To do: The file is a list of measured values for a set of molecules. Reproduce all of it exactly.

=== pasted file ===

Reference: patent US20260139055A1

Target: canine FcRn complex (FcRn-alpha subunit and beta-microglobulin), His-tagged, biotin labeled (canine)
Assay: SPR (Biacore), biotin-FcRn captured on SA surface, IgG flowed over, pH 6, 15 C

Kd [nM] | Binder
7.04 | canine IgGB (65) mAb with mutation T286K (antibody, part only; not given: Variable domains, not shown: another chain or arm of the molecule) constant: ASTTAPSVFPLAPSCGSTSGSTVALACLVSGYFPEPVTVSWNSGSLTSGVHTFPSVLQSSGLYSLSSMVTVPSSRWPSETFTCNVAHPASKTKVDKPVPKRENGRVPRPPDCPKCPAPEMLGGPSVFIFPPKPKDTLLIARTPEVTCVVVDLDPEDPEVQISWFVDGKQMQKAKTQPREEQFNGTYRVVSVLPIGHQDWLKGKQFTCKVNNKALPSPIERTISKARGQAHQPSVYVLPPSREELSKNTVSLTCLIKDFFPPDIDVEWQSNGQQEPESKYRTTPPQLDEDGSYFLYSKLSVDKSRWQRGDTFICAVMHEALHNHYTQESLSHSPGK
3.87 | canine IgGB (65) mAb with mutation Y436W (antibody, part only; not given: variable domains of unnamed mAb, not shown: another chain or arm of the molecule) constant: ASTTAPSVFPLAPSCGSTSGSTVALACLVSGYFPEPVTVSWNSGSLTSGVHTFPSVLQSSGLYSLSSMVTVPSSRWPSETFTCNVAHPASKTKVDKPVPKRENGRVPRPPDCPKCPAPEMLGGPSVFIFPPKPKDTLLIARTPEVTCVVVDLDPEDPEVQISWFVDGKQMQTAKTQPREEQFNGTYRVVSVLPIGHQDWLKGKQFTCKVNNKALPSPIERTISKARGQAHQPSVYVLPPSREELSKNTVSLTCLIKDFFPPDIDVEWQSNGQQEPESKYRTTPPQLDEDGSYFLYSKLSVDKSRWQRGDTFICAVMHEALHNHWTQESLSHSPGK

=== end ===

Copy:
Reference: patent US20260139055A1

Target: canine FcRn complex (FcRn-alpha subunit and beta-microglobulin), His-tagged, biotin labeled (canine)
Assay: SPR (Biacore), biotin-FcRn captured on SA surface, IgG flowed over, pH 6, 15 C

Kd [nM] | Binder
7.04 | canine IgGB (65) mAb with mutation T286K (antibody, part only; not given: Variable domains, not shown: another chain or arm of the molecule) constant: ASTTAPSVFPLAPSCGSTSGSTVALACLVSGYFPEPVTVSWNSGSLTSGVHTFPSVLQSSGLYSLSSMVTVPSSRWPSETFTCNVAHPASKTKVDKPVPKRENGRVPRPPDCPKCPAPEMLGGPSVFIFPPKPKDTLLIARTPEVTCVVVDLDPEDPEVQISWFVDGKQMQKAKTQPREEQFNGTYRVVSVLPIGHQDWLKGKQFTCKVNNKALPSPIERTISKARGQAHQPSVYVLPPSREELSKNTVSLTCLIKDFFPPDIDVEWQSNGQQEPESKYRTTPPQLDEDGSYFLYSKLSVDKSRWQRGDTFICAVMHEALHNHYTQESLSHSPGK
3.87 | canine IgGB (65) mAb with mutation Y436W (antibody, part only; not given: variable domains of unnamed mAb, not shown: another chain or arm of the molecule) constant: ASTTAPSVFPLAPSCGSTSGSTVALACLVSGYFPEPVTVSWNSGSLTSGVHTFPSVLQSSGLYSLSSMVTVPSSRWPSETFTCNVAHPASKTKVDKPVPKRENGRVPRPPDCPKCPAPEMLGGPSVFIFPPKPKDTLLIARTPEVTCVVVDLDPEDPEVQISWFVDGKQMQTAKTQPREEQFNGTYRVVSVLPIGHQDWLKGKQFTCKVNNKALPSPIERTISKARGQAHQPSVYVLPPSREELSKNTVSLTCLIKDFFPPDIDVEWQSNGQQEPESKYRTTPPQLDEDGSYFLYSKLSVDKSRWQRGDTFICAVMHEALHNHWTQESLSHSPGK